After the traffic light agreement on a new relief package worth billions, leading coalition politicians are promoting the plans. The decisive factor is the result, "and I think that's convincing," said Federal Finance Minister and FDP leader Christian Lindner in the ARD "Tagesthemen" with a view to the long negotiations.
On the other hand, there is sharp criticism from the opposition - and two large federal states insist on having a say: the heads of government of North Rhine-Westphalia and Baden-Württemberg, Hendrik Wüst (CDU) and Winfried Kretschmann (Greens), called for an early prime ministerial conference with Chancellor Olaf Scholz (SPD) .
The relief package will have a massive impact on state budgets, Kretschmann told the German Press Agency. That is why the states urgently need to talk to the federal government about this. Wüst, currently chairman of the Prime Ministers' Conference, told the newspapers of the Bayern media group: "If the states are to pay, they must also be able to make decisions." There are still many open questions. "This should be discussed very promptly at a Prime Minister's conference with the Federal Chancellor."
The 9-euro ticket successor should cost between 49 and 69 euros
On Sunday, the traffic light coalition agreed on a third relief package, the size of which the government estimates at around 65 billion euros. It includes, among other things, direct payments for pensioners and students, tax breaks and an increase in the standard rates for basic security and child benefit. An electricity price brake for a certain basic consumption is also planned.
In addition, the traffic light is striving for a nationwide successor to the 9-euro ticket in local transport, namely in the price range of 49 to 69 euros per month. The federal government wants to subsidize 1.5 billion euros if the states pay at least as much.
Finance Minister Lindner wrote on Twitter that they are working on estimates for the relief: A family of four with an annual income of 31,000 euros will be relieved of 1500 euros, with an income of 66,000 euros it is 1000 euros. "This shows that the measures are not only effective, for example, in basic security, but also in the "working middle"", says Lindner.
Lindner also promoted plans to skim off so-called random profits from electricity producers. "I am very much in favor of switching off the return autopilot on the electricity market (...)," he said on ARD. "Specifically, it's about the producers of wind power, for example, being paid as if they had bought expensive gas. That has to be switched off."
Skim "chance profits" from energy companies
The traffic light wants to partially skim off "chance profits" from energy companies as a result of extremely high electricity prices and thus finance the planned electricity price brake. Background: The price on the electricity market is based on the cost of the most expensive power plant that is currently required to generate electricity. Currently, these are the gas power plants.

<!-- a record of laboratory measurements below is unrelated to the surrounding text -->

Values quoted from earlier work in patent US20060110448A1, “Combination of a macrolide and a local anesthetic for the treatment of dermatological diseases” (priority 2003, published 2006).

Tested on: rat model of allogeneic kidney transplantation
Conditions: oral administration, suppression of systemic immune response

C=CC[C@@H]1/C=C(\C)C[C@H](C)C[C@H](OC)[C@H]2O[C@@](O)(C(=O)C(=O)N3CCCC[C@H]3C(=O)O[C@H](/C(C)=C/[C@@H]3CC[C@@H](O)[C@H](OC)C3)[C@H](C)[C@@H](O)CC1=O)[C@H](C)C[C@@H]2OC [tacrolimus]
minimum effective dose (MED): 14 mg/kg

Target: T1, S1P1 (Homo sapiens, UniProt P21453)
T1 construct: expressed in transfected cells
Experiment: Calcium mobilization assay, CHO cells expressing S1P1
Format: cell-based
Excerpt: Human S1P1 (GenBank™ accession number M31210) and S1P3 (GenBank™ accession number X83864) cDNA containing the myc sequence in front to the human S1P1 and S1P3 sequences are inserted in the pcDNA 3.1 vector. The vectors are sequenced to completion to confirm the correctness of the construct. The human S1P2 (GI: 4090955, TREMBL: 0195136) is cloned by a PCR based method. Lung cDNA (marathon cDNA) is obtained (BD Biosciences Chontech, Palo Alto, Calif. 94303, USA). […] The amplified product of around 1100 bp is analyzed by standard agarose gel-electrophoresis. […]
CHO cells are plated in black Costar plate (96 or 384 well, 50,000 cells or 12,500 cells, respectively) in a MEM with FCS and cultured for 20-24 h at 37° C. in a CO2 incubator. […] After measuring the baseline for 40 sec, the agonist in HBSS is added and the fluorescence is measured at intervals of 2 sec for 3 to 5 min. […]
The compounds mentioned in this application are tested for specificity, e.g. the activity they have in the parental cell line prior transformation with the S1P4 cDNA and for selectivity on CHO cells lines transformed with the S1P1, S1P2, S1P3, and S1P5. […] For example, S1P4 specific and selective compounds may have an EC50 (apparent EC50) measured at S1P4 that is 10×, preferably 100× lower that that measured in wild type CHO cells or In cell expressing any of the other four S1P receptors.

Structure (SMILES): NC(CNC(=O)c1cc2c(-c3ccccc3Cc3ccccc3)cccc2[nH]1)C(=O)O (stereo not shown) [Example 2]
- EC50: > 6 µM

"However, the production costs do not change for most electricity producers - such as renewable, coal or nuclear power," says the result paper - this would result in enormous profits for them at the moment. A revenue cap is now being considered.
In ZDF's "Heute Journal", Lindner emphasized that it was not about an excess profit tax. The SPD and Greens had called for such a tax for energy companies, but the FDP rejected it. "It's about the price per kilowatt hour, it's not about a company's profit," the finance minister explained the coalition plans on ARD. "An excess profit tax, on the other hand, would have brought arbitrariness into our tax system."
Kühnert: "It has to be quick now"
SPD General Secretary Kevin Kühnert assured speed with the electricity market plans: "It has to be quick now. We're looking for a common solution at European level in the short term, it's already happening," he told the newspapers of the Neue Berliner Redaktionsgesellschaft. "If we don't find a European way, which I don't think, then we'll implement the profit skimming nationally." Either way, the Germans could rely on the price brake coming.
The economist Michael Hüther was critical of this project. "The taxation of chance profits remains just as incalculable as the resulting relief for electricity customers," said the director of the employer-related Institute of German Economics of the "Rheinische Post" (Monday). "All in all: vague solution whose volume and effect remain unclear."